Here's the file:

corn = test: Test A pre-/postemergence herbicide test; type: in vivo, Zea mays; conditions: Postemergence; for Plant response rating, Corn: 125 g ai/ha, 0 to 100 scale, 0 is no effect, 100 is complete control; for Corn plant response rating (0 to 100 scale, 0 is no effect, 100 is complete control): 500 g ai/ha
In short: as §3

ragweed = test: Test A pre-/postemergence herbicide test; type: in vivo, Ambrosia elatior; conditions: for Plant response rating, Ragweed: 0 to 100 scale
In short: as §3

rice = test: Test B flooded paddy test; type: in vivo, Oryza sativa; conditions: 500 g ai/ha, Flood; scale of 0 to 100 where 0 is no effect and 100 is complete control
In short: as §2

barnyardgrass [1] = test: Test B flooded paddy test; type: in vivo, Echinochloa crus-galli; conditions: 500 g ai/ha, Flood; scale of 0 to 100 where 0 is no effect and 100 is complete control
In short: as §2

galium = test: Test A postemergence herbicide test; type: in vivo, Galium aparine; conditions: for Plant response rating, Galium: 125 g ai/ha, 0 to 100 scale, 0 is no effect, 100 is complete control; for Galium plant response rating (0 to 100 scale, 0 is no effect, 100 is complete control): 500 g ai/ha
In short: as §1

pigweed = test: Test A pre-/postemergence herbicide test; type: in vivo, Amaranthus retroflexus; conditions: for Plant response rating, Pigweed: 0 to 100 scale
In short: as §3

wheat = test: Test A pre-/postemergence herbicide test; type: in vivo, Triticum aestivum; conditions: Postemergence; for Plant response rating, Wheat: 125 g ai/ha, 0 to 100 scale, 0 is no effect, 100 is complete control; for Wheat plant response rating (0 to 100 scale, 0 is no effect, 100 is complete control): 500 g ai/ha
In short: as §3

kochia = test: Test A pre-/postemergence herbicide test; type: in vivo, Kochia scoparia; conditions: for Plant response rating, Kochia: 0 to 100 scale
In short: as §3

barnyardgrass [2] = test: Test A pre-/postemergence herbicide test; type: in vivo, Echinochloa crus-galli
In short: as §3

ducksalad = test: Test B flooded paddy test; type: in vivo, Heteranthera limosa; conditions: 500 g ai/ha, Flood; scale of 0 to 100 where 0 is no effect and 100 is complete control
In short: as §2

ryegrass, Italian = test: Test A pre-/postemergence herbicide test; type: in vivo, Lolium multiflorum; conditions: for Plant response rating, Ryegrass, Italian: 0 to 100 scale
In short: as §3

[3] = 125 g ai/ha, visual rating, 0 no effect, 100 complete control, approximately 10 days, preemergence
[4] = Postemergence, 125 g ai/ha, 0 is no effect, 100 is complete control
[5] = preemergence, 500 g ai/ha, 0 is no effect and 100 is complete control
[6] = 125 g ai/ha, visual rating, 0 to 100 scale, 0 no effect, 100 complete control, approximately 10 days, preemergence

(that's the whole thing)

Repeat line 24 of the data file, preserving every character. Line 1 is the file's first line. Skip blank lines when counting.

[4] = Postemergence, 125 g ai/ha, 0 is no effect, 100 is complete control